Joe Magliocco speaks with Brooklyn accent, though gently, with a tonal softness infused with what sounds like a very serene form of joy. His eyes are kind but also inquisitive, in a disarming way. He’s a smart guy (Yale undergrad and Harvard Law) but he’s humble, quick to admit when some of the finer points of whiskey chemistry are beyond his ken. Throughout our tour of the distillery, he greeted every employee we encountered personally, the vast majority of them by first name. He was dealing with me generously, of course, but I also got the sense that he’s a generous guy.
This impression was certainly reinforced by many of the anecdotes relayed by Andrea and Matt during our four-plus hours together. At numerous points throughout our visit, they pointed out areas where no expense was spared on building construction or the purchase of equipment. Though many folks share the dream of opening their own distillery and doing everything “right” – cost be damned – the exigencies of economics and the interests of investors and lenders usually mean these plans remain only dreams.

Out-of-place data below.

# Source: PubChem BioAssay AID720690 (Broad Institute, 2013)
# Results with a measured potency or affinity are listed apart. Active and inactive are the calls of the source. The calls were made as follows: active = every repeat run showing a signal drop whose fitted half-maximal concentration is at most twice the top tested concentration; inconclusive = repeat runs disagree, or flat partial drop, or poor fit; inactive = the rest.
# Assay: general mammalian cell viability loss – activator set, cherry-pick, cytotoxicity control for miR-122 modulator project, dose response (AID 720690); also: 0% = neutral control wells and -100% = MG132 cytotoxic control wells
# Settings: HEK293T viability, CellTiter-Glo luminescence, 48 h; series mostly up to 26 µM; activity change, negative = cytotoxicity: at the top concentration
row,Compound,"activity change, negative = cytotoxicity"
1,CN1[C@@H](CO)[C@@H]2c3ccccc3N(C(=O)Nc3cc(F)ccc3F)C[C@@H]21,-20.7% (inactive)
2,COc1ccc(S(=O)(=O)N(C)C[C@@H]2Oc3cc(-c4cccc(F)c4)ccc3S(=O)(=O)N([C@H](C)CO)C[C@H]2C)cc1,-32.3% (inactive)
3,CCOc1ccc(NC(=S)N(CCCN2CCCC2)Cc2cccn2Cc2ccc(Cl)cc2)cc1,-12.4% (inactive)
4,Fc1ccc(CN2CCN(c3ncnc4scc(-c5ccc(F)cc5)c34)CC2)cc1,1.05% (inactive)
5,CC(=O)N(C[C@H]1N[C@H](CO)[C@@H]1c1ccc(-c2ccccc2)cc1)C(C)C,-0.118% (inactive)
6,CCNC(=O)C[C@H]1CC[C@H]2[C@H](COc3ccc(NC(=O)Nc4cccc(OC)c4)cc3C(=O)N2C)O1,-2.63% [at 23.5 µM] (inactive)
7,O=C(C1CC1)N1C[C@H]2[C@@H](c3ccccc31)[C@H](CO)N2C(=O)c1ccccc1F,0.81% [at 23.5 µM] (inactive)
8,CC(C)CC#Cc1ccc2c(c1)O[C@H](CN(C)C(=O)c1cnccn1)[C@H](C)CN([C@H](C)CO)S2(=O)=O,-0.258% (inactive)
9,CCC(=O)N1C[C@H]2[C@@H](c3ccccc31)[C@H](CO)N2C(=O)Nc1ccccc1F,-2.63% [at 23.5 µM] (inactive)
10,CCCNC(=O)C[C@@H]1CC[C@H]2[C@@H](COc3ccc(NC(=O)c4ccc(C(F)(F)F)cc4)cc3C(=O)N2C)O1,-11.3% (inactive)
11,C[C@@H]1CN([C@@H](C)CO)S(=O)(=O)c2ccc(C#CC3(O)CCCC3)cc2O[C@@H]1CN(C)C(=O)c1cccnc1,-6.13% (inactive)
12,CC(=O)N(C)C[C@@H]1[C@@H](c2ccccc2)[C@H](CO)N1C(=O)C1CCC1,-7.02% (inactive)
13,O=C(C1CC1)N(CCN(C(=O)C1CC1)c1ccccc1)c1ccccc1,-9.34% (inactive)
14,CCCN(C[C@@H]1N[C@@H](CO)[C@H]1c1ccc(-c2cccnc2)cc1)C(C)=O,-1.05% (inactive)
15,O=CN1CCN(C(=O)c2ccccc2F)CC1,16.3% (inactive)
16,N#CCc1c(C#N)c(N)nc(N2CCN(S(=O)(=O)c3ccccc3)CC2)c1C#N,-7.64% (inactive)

Our tour began in the liquid processing area, where barrels of rye were being dumped in preparation for bottling under the US1 Barrel Strength label. We were able to hold our Glencairns under the stream of whiskey gushing from the barrel and – finally – I had my first taste of proper Michter’s whiskey, distilled and matured and bottled by the contemporary distillery. More on that in a bit…
At this point, we learned the three-phase history of Michter’s in its reincarnated state. The first phase entailed the purchase of the abandoned trademark for a nominal sum (a few hundred dollars in administrative fees) and the reestablishment of the brand using sourced barrels.